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What is Metabolic Health?

Sarah Rose Siskind
December 4, 2020

Imagine owning a car and neglecting to maintain the engine. Shortsighted, right? Well, that’s the equivalence of neglecting your metabolic health. Yet it’s extremely common. According to one study, 88% of Americans have suboptimal metabolic health. With lower rates of obesity but higher rates of smoking, Europe has also seen a marked decline in metabolic health. Finally, recent studies from China have shown that widespread declines in metabolic health correlate with higher incidences of death due to Covid-19.

For a long time, metabolic health was defined as the absence of disease. But it is so much more than that. Optimized metabolic health is like an orchestra where every instrument plays in tune and on time. Blood pressure is like the percussion section. The strings and wind section consist of levels of glucose, triglycerides, and good cholesterol in the blood. Overall body proportion measurements are like the conductor. Metabolic health is like a symphonic balance among all the component parts.

Your metabolism breaks down the food you eat, the beverages you drink, and the air you breathe and turns that into energy. Most of this energy is spent on the less flashy functions of simply being alive: breathing, circulating blood, repairing cells, to name a few. The thyroid then regulates the rate of your metabolism with a complex set of hormones. These hormones then produce sensations of hunger and cravings and affect what foods you seek out and the process begins anew!

What affects your metabolic health?

  • Firstly, genetics. Many are gifted with healthy metabolisms or cursed with metabolic disorders such as diabetes, anemia, and cystic fibrosis among many others.
  • Secondly, demographics. Factors like age and sex affect the speed and quality of metabolic health.
  • Thirdly, lifestyle. This last category is arguably most important since it’s the one you have control over. Diet, fitness, rest, and stress are important contributors to metabolic health. Nutritional content, frequency of meals, and even the temperature of what you consume can affect metabolic health along with frequency and type of exercise, length and quality of sleep, and many aspects of your mental health.

Without good metabolic health, all those salads you opted for will be less nutritious and those hours at the gym will be a waste. You will be at greater risk of developing diabetes, heart disease, stroke, or Covid-19. You may even experience cognitive decline.

But what does good metabolic health look like?

Most medical research is devoted to the study of diseases rather than the study of health optimization. This, despite the wide-ranging consequences of metabolic health. The closest research on health optimization identifies categories that correlate with good metabolic health. The study mentioned earlier found that women, younger people, nonsmokers, physical activity, and higher education levels correlated with greater metabolic health.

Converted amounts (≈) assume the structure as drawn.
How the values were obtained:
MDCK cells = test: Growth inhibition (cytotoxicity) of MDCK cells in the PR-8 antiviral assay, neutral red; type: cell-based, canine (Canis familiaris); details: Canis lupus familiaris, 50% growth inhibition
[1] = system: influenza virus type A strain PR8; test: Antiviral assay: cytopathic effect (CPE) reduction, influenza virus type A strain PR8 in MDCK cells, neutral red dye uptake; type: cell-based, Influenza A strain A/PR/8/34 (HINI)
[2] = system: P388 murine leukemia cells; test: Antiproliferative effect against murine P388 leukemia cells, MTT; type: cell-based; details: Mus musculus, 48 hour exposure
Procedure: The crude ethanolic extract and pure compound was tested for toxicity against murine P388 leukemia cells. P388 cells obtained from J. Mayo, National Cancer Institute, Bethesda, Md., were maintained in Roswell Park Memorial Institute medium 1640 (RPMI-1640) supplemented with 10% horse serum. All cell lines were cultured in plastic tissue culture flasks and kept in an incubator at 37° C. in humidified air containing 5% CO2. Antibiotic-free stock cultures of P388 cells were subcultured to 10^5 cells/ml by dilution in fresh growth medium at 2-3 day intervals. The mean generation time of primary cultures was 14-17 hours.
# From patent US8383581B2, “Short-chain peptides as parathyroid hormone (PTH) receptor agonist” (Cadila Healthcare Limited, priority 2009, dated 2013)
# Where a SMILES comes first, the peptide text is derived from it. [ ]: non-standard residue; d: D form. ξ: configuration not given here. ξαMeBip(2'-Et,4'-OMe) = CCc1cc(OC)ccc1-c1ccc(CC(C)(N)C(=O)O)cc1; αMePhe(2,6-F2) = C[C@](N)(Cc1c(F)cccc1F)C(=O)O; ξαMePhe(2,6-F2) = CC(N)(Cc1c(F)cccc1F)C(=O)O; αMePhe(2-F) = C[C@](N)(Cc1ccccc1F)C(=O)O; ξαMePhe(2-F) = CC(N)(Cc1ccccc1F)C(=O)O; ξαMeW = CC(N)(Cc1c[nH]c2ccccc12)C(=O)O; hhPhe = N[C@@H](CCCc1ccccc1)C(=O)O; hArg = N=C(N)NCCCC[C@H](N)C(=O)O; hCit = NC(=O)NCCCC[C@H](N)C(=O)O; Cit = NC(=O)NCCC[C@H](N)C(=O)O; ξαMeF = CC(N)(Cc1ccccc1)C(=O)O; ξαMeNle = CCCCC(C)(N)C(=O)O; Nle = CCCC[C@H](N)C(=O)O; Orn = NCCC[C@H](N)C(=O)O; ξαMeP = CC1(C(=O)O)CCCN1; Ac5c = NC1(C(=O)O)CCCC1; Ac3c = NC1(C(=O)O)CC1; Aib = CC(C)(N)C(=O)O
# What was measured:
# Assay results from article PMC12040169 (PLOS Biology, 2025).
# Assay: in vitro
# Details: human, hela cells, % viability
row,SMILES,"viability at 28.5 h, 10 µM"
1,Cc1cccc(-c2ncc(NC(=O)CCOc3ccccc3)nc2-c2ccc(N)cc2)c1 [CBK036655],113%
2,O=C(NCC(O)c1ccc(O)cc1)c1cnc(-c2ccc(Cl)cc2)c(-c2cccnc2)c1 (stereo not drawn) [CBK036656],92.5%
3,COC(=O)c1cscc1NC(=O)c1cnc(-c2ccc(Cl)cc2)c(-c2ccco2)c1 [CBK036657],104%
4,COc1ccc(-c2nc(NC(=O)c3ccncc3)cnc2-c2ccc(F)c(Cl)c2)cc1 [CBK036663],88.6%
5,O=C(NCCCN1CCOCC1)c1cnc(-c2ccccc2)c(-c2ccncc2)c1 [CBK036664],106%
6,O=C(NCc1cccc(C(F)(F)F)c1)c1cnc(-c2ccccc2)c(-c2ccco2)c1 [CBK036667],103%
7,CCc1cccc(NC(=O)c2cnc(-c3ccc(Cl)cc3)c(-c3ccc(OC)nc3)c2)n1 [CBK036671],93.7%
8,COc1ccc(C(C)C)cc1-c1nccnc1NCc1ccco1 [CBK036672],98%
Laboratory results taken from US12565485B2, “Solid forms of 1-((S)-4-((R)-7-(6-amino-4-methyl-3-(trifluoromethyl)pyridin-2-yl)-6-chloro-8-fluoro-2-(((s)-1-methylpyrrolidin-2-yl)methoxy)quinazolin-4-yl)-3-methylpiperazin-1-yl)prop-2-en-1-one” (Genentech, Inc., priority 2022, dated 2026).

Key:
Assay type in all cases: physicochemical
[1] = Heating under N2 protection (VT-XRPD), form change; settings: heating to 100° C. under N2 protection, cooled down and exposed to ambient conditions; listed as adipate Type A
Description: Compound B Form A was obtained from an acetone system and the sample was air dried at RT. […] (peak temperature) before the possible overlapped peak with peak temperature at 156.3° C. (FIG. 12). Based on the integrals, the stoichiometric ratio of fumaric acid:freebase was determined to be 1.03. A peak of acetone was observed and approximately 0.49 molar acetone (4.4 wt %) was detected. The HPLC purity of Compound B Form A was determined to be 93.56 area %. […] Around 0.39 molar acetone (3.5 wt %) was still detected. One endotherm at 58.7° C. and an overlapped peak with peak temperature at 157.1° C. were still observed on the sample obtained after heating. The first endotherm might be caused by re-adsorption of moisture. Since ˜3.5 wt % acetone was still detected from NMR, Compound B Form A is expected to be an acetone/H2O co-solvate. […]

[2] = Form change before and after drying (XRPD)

While research on metabolic health is helpful, it is not conclusive because everyone’s health is different. Medicine is starting to become personalized and so should your mindset. So the question becomes: What does good metabolic health look like for you?

Metabolic health looks like a lot of different things for a lot of different people. It’s important to consider your “bio-individuality.” In other words, observe yourself:

  • When evaluating your blood sugar levels, monitor how your mood and energy levels shift throughout the day, how you feel after you eat, what do you crave, etc. For the most scientifically accurate measurement, consider wearing a glucose monitor to continually track your blood sugar levels throughout the day. lifetizr makes analyzing your bio stats easy with their bespoke monitor and app.
  • At-home tests for cholesterol and triglycerides are widely available but, so far, it does not seem that any kits offer continual tracking throughout the day and these levels may fluctuate.
  • The other tools are far more old fashioned. A simple blood pressure cuff and measuring tape will do the trick.

Metabolic health affects every aspect of your life. It affects when you get up in the morning, your energy levels and cognition throughout the workday, your body temperature when you leave work, your fitness and appearance when you work out, your alcohol tolerance when you hit the bar, and even your mood throughout it all. At the intersection of mind and body, metabolic health is the gold standard for evaluating a person’s total health.

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